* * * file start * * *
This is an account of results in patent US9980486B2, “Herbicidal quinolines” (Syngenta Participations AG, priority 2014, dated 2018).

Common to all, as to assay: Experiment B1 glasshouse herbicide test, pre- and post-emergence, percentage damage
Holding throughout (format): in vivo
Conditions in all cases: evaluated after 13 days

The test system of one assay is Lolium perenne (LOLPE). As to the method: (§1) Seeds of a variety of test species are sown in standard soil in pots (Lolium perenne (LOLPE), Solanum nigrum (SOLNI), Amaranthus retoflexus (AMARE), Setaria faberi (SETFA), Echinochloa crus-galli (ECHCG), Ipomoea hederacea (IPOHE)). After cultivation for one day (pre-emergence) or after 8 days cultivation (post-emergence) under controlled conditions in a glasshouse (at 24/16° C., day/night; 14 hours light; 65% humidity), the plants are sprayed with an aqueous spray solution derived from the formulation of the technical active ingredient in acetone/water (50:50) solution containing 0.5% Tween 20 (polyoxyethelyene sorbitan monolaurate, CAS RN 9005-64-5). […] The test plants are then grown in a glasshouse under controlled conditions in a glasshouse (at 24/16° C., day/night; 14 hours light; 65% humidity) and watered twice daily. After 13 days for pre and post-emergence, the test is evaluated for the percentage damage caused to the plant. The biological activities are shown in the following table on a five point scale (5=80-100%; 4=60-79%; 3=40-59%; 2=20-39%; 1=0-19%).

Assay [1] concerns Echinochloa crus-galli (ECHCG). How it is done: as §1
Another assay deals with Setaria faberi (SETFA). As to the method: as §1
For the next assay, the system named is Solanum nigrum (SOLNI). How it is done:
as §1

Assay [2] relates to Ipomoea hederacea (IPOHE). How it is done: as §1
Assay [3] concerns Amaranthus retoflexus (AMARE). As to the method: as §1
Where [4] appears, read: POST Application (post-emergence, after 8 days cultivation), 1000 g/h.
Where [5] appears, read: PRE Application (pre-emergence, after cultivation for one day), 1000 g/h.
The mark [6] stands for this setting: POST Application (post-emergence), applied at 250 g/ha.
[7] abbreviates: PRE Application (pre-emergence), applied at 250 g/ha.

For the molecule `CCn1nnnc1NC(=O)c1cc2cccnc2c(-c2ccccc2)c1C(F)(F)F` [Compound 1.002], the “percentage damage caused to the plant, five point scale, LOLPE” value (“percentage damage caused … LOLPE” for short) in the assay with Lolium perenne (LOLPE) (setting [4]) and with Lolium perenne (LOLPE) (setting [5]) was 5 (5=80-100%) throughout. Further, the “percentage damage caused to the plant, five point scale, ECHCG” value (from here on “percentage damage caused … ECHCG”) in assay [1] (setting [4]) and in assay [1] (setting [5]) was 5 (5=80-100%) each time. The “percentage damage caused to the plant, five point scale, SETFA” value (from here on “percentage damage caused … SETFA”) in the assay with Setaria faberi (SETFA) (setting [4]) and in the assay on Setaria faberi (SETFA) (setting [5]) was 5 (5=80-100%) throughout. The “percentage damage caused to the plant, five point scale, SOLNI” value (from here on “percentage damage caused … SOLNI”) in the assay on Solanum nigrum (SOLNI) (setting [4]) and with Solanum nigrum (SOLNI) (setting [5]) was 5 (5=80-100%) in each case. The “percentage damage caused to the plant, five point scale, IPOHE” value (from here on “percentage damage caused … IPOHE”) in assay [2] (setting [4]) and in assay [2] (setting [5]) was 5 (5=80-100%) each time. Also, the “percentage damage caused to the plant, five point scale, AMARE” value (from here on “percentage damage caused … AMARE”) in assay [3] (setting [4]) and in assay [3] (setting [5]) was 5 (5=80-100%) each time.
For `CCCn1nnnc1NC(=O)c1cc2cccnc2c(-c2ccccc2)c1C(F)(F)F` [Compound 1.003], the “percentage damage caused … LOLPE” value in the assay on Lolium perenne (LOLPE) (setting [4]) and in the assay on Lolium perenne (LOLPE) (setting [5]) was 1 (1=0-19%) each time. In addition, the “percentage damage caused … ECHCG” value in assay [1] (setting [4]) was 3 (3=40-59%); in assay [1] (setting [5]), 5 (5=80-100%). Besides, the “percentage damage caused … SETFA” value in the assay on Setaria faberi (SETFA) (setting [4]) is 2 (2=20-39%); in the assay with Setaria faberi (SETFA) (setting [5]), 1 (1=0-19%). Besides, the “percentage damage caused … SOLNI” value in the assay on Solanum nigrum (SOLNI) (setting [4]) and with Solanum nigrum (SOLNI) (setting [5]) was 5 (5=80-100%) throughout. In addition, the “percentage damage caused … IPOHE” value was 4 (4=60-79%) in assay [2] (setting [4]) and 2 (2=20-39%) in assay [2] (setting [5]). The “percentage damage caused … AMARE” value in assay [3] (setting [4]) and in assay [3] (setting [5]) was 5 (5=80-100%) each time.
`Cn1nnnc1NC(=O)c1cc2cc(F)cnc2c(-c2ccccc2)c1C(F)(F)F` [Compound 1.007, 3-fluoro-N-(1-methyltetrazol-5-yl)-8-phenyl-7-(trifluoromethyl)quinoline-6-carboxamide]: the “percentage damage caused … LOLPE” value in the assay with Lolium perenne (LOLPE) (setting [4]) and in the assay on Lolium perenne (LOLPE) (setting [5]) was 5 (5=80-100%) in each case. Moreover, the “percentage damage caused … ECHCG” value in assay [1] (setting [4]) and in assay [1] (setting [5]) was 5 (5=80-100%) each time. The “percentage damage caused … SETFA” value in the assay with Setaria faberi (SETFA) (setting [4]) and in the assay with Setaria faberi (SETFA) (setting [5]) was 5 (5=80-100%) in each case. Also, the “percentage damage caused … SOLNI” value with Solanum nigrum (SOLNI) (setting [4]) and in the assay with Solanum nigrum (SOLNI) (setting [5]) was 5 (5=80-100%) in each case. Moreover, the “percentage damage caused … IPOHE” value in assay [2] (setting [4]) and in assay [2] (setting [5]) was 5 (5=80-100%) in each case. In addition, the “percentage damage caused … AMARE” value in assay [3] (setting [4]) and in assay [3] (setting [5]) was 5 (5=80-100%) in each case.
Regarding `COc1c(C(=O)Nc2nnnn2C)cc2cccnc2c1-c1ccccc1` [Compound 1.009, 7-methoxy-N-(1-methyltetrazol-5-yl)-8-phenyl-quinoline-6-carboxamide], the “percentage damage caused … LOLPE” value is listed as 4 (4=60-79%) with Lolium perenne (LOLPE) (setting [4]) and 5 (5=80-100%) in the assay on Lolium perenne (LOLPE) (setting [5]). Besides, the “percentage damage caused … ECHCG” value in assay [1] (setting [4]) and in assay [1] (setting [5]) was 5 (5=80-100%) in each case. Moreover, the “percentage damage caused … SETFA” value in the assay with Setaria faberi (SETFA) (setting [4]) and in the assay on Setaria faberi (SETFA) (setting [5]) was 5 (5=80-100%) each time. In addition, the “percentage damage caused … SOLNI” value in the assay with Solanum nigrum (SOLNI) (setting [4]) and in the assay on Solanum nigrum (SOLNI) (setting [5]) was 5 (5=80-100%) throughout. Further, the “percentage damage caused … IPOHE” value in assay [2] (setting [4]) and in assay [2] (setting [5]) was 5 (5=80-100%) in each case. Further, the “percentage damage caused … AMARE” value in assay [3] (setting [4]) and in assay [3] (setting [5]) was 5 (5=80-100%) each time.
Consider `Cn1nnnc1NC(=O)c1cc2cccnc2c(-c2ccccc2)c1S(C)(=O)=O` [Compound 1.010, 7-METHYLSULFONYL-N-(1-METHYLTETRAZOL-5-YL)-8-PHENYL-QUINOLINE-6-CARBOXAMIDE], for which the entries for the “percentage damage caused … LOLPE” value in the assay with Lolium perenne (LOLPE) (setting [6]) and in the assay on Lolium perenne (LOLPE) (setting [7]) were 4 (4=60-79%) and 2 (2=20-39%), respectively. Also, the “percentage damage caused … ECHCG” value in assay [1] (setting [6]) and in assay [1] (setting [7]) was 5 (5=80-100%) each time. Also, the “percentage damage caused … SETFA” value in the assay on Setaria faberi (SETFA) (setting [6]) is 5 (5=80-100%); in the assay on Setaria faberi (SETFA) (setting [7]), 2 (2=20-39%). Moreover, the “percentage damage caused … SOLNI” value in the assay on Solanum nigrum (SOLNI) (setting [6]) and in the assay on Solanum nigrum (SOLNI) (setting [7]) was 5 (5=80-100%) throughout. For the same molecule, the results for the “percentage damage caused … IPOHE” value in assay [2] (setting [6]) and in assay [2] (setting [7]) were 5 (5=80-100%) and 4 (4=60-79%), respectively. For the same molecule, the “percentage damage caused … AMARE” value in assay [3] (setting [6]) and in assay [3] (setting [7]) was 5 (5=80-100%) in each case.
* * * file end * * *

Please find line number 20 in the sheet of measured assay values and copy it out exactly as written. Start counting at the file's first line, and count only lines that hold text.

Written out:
Consider `Cn1nnnc1NC(=O)c1cc2cccnc2c(-c2ccccc2)c1S(C)(=O)=O` [Compound 1.010, 7-METHYLSULFONYL-N-(1-METHYLTETRAZOL-5-YL)-8-PHENYL-QUINOLINE-6-CARBOXAMIDE], for which the entries for the “percentage damage caused … LOLPE” value in the assay with Lolium perenne (LOLPE) (setting [6]) and in the assay on Lolium perenne (LOLPE) (setting [7]) were 4 (4=60-79%) and 2 (2=20-39%), respectively. Also, the “percentage damage caused … ECHCG” value in assay [1] (setting [6]) and in assay [1] (setting [7]) was 5 (5=80-100%) each time. Also, the “percentage damage caused … SETFA” value in the assay on Setaria faberi (SETFA) (setting [6]) is 5 (5=80-100%); in the assay on Setaria faberi (SETFA) (setting [7]), 2 (2=20-39%). Moreover, the “percentage damage caused … SOLNI” value in the assay on Solanum nigrum (SOLNI) (setting [6]) and in the assay on Solanum nigrum (SOLNI) (setting [7]) was 5 (5=80-100%) throughout. For the same molecule, the results for the “percentage damage caused … IPOHE” value in assay [2] (setting [6]) and in assay [2] (setting [7]) were 5 (5=80-100%) and 4 (4=60-79%), respectively. For the same molecule, the “percentage damage caused … AMARE” value in assay [3] (setting [6]) and in assay [3] (setting [7]) was 5 (5=80-100%) in each case.